Dr Paul Richards, member of the King’s Lynn Conservancy Board responsible for the navigation and pilotage of the port, takes a closer look at activity over the last few weeks. His column will be a regular feature every two months in Your Local Paper.

Over October and November, 38 ships arrived and departed the two enclosed docks and riverside quay, with some in ballast or without cargoes. Ballast in the past comprised stones or other heavy material but today is simply sea water taken on board.

Timber for England’s building trades was again the principal import, with nine ships arriving in the Ouse in this period. Two vessels sailed directly from the Swedish port of Varberg and another from Ventspils in Latvia, but the other six ships had part unloaded their cargoes at Hull or Seaham (near Sunderland).

The Scot Isles from Varberg part unloaded at Lynn on November 28 and departed the next day for Rochester to discharge the remainder of its timber.  Of note was the size of the vessels.  The Grona Marsum and Swe Carrier which had part unloaded timber at Hull and Seaham respectively were both 99.9 metres long and among the largest which call at Lynn.

Also from Scandinavian were two ships carrying aggregate from Randers in Denmark to supply the building industry in eastern England.  The Aristote brought wheat from Bonnieres and the Pergol Hav carried maize from La Pallice in what is now a regular traffic between these French ports and the Wash.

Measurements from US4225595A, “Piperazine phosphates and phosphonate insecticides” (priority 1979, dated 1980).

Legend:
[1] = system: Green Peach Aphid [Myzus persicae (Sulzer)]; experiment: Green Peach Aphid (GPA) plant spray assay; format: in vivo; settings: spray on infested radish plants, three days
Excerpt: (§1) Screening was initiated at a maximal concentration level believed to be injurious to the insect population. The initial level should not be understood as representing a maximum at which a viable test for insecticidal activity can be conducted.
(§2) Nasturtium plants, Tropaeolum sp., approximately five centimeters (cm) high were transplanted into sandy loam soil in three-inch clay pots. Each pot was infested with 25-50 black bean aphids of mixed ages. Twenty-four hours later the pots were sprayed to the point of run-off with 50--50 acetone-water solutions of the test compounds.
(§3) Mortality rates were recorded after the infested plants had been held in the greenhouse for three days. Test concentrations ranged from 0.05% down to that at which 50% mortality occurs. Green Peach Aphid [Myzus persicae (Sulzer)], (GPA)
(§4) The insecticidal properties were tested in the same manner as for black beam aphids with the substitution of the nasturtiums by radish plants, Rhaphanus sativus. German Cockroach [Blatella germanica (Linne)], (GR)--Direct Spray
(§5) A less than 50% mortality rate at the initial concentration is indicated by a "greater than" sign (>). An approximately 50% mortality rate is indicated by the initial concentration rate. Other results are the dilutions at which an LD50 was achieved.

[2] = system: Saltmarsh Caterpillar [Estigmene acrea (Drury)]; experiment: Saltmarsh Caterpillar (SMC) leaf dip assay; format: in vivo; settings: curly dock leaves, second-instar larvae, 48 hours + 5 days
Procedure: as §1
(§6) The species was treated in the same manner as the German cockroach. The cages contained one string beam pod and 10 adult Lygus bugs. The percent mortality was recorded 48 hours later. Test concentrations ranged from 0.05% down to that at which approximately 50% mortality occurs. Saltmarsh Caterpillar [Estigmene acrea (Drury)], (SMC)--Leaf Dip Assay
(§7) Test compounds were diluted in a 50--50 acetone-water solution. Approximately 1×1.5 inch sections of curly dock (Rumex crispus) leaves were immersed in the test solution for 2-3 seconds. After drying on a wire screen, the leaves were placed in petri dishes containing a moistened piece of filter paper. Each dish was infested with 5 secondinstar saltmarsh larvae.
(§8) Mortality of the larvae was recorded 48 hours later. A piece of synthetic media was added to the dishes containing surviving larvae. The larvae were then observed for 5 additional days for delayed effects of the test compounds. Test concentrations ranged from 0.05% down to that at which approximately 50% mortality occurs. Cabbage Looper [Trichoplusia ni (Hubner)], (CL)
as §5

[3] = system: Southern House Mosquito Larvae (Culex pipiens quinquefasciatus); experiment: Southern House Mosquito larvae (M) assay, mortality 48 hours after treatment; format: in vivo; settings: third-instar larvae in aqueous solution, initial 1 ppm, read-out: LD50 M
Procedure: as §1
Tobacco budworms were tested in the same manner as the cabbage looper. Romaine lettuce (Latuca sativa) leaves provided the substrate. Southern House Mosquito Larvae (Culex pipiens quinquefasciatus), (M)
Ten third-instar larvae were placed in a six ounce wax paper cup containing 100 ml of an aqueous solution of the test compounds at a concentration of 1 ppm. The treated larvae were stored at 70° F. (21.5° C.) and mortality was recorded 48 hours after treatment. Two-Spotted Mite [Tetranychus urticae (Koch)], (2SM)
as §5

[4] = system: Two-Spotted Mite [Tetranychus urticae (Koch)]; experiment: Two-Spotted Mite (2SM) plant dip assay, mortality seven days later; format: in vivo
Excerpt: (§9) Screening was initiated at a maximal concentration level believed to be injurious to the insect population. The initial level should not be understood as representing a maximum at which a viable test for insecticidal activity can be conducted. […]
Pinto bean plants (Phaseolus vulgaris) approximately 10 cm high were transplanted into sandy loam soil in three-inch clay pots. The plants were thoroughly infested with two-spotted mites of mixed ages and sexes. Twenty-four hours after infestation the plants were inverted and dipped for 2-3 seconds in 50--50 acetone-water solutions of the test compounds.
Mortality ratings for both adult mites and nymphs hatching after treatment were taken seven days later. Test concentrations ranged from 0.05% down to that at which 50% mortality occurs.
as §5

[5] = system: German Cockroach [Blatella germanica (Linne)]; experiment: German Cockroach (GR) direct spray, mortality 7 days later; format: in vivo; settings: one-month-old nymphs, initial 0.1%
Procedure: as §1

A cargo of salt from Wismar arrived in the Eems Spirit on November 28 to treat the icy roads of our region this winter. Lynn and Wismar are both members of the New Hanseatic League which has the potential to increase trade between the Wash and the Baltic. The mayors of Lynn and Wismar were exchanging letters on commercial matters in the 15th century!

There were 15 cargoes of wheat and barley despatched from our Wash port over the two months and cereals remain its major export.  Five ships sailed for Rotterdam, Europe’s biggest port, and three for Belfast.

Other destinations were Ghent, Antwerp, Bruges, Rouen (France), Foynes (Ireland) and a cargo of malting barley went to Buckie in Scotland. Silos on the Alexandra and Bentinck docks allow the Port to offer 31,000 tons of storage for cereals and pulses (beans, peas, lentils).

For centuries Lynn has served the cornlands of eastern England as a “Granary on the Wash” to supply Europe and other parts of Britain with foodstuffs. Historic brick warehouses and maltings along the riverside have been converted to apartments and restaurants.

Of Lynn’s other exports over these months the most noteworthy is woodchip for Sweden’s power stations, with four ships sailing to Oxelosund and Stora-Vika.Three cargoes of scrap were also loaded for the Portuguese ports of Leixoes and Barreiro.

The efficient running of the Port depends on the working partnership between the King’s Lynn Conservancy Board (KLCB) and Associated British Ports (ABP).

The KLCB is responsible for navigation and pilotage; ABP is owner of the dock estate (97 acres) where it is implementing an investment programme to improve facilities. Trade through Lynn in the nine months ended September  30 2016 shows a modest but welcome increase in total tonnage with the same period in 2015, from 370,085 to 385,049.

Overall, fewer ships arrived and departed, 185 in 2015 and 169 in 2016, but this simply reflects an increase in the size of vessel using the Port.

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